CRISP - Project


Civic Education Simulation for Georgian Schools

Training teachers in the method of simulation games for civic education.

Quick facts


01.05.2019 – 31.12.2019




20 civic education teachers from all regions of Georgia


400 school pupils

The project targets Georgian civic education teachers and includes three components: material development, teacher training and school implementation. A total of 3 simulation games and a method manual for the Georgian school context are being developed. The participants are trained in the method and then carry out the created simulation games in their respective schools.

Project Goals / Content

The project supports the professional development of civic education (CE) teachers and contributes to the empowerment of school students to increase their overall understanding of societal conflicts in Georgia. The project also encourages students to become agents of change in democratic and peaceful processes.

In addition, the project promotes fundamental democratic values and enhances the quality of teaching CE as a subject at school by introducing an interactive and experience based approach. Lastly, the project contributes to the exchange of good and innovative practices between German and Georgian NGOs in the field of CE.

Target Groups

Twenty Georgian CE teachers represent in pairs each region of Georgia to ensure the coverage of rural areas. They are provided with training in non-formal education tools, further teaching materials and the needed support to implement a more modern teaching approach, using methods that recognize the different types of learners and rely on intrinsic learning motivation.


The initial development workshop is conducted in June by CRISP and CETF as a 2-day residential workshop for 20 CE teachers, aged 25-60 and representing each of 10 Georgian regions. The participants are familiarized with the methodology of simulation gaming and engage in experiential learning by playing a simulation game and evaluating the method and their learning.

In August the Georgian participants come to Berlin where their training in the methodology of simulation games is deepened. During the training, the group gets theoretical information on game design, brainstorms the ideas for their games, and then works on every stage of simulation game creation: from scenario and triggers to final version of the game. As a result, the training group develops three new simulation games. Topics for games are „Local Action Plans for More Youth Participation on Local Level”, “Inter-School Conflict: Religions at the School”, and “Political Participation on Local Level on Example of Environmental Protection“.

After creation of a game skeleton, each of three subgroups presents the game and its rules, procedures, materials, etc., and then it is played and evaluated by other participants. Based on this session, necessary changes are made and then the group finalizes the simulation game.

For each game a manual is written, which includes guidelines for implementation. The training is supplemented by study visits to various organizations in the field of Civic Education, e.g. German Federal Agency for Civic Education.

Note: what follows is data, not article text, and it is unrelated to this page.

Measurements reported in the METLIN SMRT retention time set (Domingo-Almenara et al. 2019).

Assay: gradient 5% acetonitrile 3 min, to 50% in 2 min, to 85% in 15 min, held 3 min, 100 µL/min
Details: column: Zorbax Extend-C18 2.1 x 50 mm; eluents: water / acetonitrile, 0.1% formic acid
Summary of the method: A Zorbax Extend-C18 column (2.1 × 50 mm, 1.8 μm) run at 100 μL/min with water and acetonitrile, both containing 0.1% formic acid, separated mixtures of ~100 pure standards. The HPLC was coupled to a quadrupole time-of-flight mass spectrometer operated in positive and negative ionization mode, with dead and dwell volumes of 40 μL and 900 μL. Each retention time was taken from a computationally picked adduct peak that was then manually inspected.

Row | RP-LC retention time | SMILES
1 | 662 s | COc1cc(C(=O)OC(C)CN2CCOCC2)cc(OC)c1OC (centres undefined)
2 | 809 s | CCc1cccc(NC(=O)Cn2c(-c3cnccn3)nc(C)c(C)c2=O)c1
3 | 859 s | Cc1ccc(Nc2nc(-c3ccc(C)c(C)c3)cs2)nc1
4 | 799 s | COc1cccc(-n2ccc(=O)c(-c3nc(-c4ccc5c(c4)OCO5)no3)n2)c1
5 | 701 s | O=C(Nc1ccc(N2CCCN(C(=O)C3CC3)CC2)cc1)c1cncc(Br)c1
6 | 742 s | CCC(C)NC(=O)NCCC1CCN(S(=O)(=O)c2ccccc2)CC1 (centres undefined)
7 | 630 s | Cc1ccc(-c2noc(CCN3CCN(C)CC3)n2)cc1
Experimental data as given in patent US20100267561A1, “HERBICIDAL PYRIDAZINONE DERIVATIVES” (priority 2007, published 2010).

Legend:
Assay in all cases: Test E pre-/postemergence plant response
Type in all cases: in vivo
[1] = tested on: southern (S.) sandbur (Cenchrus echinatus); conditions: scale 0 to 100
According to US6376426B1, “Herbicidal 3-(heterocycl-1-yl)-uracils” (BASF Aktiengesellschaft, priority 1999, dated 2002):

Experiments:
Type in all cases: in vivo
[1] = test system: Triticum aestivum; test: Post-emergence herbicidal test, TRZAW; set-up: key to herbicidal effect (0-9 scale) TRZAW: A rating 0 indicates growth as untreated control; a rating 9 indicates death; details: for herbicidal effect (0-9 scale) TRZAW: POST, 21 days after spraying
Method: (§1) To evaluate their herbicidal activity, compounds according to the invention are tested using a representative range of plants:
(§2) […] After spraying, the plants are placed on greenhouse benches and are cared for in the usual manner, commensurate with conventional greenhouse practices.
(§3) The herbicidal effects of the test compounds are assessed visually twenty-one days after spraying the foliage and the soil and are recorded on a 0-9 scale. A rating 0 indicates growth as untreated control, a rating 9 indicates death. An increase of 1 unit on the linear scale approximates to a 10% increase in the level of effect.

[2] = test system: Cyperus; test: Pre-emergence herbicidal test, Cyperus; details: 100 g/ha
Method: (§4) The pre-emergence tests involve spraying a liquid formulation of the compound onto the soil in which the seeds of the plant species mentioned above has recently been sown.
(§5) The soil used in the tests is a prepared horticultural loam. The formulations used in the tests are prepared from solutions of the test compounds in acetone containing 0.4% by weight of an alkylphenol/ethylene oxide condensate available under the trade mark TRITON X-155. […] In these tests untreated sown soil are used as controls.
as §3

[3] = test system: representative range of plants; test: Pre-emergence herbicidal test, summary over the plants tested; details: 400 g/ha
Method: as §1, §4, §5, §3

During the first months of the school year, the teachers conduct all 3 simulation games at their schools. They take place with students of the 9th and 10th grade and are monitored by CRISP and CETF. Altogether approximately 400 students will experience the innovative method of simulation gaming.

In November all participants meet to evaluate, share their experiences and discuss the lessoned learned. Based on these outcomes the simulation games, as well as the respective manuals will undergo a fine-tuning process. Furthermore, different evaluation modules will be discussed and added into the manuals. The material is published on a dissemination event in December to share it with a broader audience, especially to fellow CE-Teachers and other stakeholders in the field of Civic Education.

Outcomes / Achievements
  1. The project contributes to the professional qualification of Georgian civic education teachers. The participants are trained in the interactive and learner-centered methodology of simulation games and enabled to apply them in their daily work. (Training component)
  2. The development of three simulation games increases the variety of methods in Georgian schools. The intensive involvement of teachers in the development process of the simulation games ensures that the participants identify with the method and the materials and that the simulation matches the local needs and the Georgian school context. (Development component)
  3. The implementation phase will ensure that the participating students develop a better understanding of social conflicts and their complexity. In particular, "experiencing and trying out" democratic practice and political processes directly contributes to the development of social skills, democratic awareness and critical thinking. (Implementation component)


This activity was implemented in close partnership with


The project could be realized thanks to the kind support of the German Federal Foreign Ministry